This post was written by Kurtis Frank, co-founder of, an online database of nutritional supplementation. The views expressed herein are his and his alone.

Disclaimer: This post involves significant discussion of nutritional supplements and their effects. Consult with your healthcare professional before starting a new supplementation routine or if you are experiencing any difficulties with mental clarity that could be indicative of a chronic problem.

Supplements, diets, and non-supplemental interventions to enhance the mind are a very popular topic these days. Of these, certain subsets of nutritional supplements are catered towards those wanting to enhance their mind. This article will focus on defining mental clarity and discussing common supplemental compounds that may help to enhance it.

Supplements designed to boost mental function are called "nootropics" or, more frequently, "cognitive enhancers." 
Nootropic is a term generally used to describe drugs or supplements that have a pro-cognitive effect (usually boosting memory). Cognitive enhancer is a more general term used to refer to anything that can enhance the functions of the mind, so it's a pretty vague term. For the purpose of this article, we’re looking more into cognitive enhancers, although nootropics may also be mentioned if they fit the criteria.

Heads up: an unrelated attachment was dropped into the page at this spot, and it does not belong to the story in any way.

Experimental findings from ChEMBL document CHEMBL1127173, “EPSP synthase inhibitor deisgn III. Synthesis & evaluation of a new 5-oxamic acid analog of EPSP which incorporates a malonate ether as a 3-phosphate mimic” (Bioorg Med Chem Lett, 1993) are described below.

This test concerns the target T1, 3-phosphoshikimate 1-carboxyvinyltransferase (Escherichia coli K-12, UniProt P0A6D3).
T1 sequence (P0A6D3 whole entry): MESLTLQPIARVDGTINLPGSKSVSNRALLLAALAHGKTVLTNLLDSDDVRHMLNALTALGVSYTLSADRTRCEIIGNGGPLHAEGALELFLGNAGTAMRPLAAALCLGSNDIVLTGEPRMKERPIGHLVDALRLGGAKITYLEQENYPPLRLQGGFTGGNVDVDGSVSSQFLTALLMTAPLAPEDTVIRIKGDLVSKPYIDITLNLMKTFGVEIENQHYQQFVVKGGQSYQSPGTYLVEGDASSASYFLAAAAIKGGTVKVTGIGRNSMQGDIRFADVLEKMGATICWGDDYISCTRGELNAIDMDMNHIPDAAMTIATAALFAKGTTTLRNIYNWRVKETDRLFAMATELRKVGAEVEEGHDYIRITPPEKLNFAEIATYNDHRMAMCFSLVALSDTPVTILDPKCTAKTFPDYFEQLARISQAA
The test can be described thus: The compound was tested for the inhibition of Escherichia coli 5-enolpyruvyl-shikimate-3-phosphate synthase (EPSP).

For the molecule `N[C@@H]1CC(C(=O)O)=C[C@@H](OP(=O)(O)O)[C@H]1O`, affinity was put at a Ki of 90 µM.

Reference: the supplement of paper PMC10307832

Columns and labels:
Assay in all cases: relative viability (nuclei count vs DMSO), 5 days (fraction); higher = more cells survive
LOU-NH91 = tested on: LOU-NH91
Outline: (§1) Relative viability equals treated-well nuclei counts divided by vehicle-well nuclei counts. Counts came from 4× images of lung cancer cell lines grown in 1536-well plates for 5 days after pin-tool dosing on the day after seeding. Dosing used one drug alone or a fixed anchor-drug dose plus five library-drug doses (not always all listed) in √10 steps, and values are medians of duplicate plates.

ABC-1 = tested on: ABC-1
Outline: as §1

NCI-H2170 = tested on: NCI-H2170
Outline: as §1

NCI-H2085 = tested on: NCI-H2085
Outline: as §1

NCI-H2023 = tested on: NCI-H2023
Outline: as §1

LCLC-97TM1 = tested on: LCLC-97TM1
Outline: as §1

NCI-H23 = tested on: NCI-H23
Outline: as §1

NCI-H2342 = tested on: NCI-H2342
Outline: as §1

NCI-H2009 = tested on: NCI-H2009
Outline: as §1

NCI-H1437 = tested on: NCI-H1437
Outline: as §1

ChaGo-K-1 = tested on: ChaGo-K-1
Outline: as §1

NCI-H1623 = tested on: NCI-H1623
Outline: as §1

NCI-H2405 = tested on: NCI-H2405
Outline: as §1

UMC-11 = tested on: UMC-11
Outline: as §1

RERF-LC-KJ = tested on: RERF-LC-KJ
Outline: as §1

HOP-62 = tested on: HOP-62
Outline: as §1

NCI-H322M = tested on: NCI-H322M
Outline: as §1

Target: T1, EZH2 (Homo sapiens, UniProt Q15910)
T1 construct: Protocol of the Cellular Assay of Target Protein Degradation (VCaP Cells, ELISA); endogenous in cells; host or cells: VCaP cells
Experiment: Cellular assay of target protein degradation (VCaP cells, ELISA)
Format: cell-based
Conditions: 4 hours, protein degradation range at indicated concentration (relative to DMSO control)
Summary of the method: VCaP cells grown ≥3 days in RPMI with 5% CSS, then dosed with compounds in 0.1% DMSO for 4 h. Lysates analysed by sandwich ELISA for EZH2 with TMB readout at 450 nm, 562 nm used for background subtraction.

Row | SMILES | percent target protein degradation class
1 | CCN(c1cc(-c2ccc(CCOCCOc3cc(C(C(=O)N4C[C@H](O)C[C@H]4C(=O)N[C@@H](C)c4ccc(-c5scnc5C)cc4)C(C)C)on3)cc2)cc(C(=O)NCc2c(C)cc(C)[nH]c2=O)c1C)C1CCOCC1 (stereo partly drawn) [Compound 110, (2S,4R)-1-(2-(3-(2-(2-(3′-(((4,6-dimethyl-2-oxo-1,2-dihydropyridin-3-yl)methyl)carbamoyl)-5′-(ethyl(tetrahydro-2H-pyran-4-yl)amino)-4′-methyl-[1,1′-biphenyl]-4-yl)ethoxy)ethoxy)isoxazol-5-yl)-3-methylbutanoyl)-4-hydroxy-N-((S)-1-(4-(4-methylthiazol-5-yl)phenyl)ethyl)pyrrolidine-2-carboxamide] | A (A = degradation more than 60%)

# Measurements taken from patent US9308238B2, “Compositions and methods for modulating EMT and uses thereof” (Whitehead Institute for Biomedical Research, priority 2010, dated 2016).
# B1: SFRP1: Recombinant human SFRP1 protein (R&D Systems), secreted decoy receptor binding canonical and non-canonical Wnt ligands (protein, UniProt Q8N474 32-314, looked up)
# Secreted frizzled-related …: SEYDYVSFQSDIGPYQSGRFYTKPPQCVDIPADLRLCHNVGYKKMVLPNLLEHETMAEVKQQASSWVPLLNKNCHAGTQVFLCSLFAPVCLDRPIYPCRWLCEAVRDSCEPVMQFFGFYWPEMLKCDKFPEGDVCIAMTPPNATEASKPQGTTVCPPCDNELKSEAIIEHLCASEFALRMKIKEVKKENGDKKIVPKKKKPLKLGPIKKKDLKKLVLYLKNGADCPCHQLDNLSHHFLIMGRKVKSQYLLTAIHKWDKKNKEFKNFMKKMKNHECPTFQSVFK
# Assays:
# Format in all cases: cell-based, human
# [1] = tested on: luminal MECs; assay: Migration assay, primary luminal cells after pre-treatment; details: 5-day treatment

What Is "Mental Clarity"?

Mental clarity can be defined as meeting the following requirements:

  • Not having a pounding headache and not being lightheaded (basically, having fairly normal blood pressure in the head).
  • Being able to focus on a concept.
  • Being awake, but not stimulated to the point of having jitters.
  • An absence of either euphoria or depression.

In simplest terms, mental clarity is present when we are awake and focused without being stressed. Conversely, things that are known to hinder mental clarity are:

  • Having a throbbing headache (akin to waking up with a hangover) or feeling faint enough to pass out.
  • Having the attention span of an excited dog in a field of squirrels.
  • Dozing off between learning concepts.
  • Being so happy, stimulated, or depressed that you cannot focus on work.

The term brain fog can also define a situation in which mental clarity is not present (this "foggy" feeling is often related to a mixture of sedation and low blood pressure in the head).

Now that we have an idea of what we mean when it comes to mental clarity, let’s look at some of the issues more in-depth and explore the efficacy of certain supplements.